Pazzi Chapel At Santa Croce: Architectural Analysis

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Brunelleschi’s Pazzi Chapel at Santa Croce, begun in 1441 in Florence furthers the application of geometric ideals in a chapter house for clergymen. Although not exactly centrally planned due to the additional breadth from flanking barrel vaults, the ordered designs of the primary space and central dome demonstrate Brunelleschi’s ordered design. The chapel’s dome “rests above the center of a rectangular structure,” similar to Hagia Sophia. Its dome is unique from the Old Sacristy in its application of light, with circular windows around the base of the dome further showing its connection to Hagia Sophia, as well as with a central oculus similar to the one found in the Pantheon. The shape of the windows continues the circular motif, and also creates a rim of light that suggests a separation of the dome from earthly space, compounds the feeling of lightness that the pendentives of the Old Sacristy communicated. Taking advantage of this contradiction of perception and physicality, Brunelleschi placed roundels depicting images of Apostles on the pendentives that appear to float. This association places the images of the roundels closer to the dome and thus closer to …show more content…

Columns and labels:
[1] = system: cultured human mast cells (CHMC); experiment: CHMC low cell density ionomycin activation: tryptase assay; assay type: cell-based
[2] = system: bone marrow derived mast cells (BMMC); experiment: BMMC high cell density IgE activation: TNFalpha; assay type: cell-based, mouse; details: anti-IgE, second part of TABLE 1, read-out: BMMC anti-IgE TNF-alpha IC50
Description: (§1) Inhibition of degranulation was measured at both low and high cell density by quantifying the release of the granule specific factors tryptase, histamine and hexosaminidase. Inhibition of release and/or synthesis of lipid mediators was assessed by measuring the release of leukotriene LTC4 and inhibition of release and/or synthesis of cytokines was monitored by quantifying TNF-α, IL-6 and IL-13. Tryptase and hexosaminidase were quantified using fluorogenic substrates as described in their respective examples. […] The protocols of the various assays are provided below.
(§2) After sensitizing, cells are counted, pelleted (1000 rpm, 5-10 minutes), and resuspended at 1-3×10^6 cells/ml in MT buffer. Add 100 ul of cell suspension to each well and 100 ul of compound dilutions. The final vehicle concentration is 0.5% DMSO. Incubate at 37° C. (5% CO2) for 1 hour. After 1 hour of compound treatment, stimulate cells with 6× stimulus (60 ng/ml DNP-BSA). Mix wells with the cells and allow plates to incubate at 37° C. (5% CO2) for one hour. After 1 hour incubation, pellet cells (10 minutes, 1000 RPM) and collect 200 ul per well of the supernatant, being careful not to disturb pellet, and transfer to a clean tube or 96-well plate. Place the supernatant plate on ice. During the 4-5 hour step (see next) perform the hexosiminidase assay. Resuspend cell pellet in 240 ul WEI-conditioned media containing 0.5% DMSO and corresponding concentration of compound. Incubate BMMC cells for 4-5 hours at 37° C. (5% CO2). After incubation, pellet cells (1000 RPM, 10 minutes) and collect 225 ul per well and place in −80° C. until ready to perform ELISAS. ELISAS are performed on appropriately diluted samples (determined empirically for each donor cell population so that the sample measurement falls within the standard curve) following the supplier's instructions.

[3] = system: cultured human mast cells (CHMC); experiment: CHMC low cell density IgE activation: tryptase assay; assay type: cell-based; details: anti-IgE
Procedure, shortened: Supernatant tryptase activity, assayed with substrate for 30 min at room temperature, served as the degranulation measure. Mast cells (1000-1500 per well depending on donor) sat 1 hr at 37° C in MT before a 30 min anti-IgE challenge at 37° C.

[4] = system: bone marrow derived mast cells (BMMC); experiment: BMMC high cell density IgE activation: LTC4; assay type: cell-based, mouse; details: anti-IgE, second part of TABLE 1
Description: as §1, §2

The facade is nearly square in proportion with an entablature, on which the frieze is evenly divided into smaller squares with pilasters. The cross shape of the pilasters serve not only to amplify the symmetry of the structure but also represents the cross itself, a meaningful connection to the church to which the chapel is attached, the Basilica of the Holy Cross. The Pazzi Chapel’s Christian iconographic application of Roman design themes originally associated with pagan worship shows how Brunelleschi and later Italian Renaissance architects such as Bramante adopted the techniques and appeal of antiquity to serve the needs of Christian

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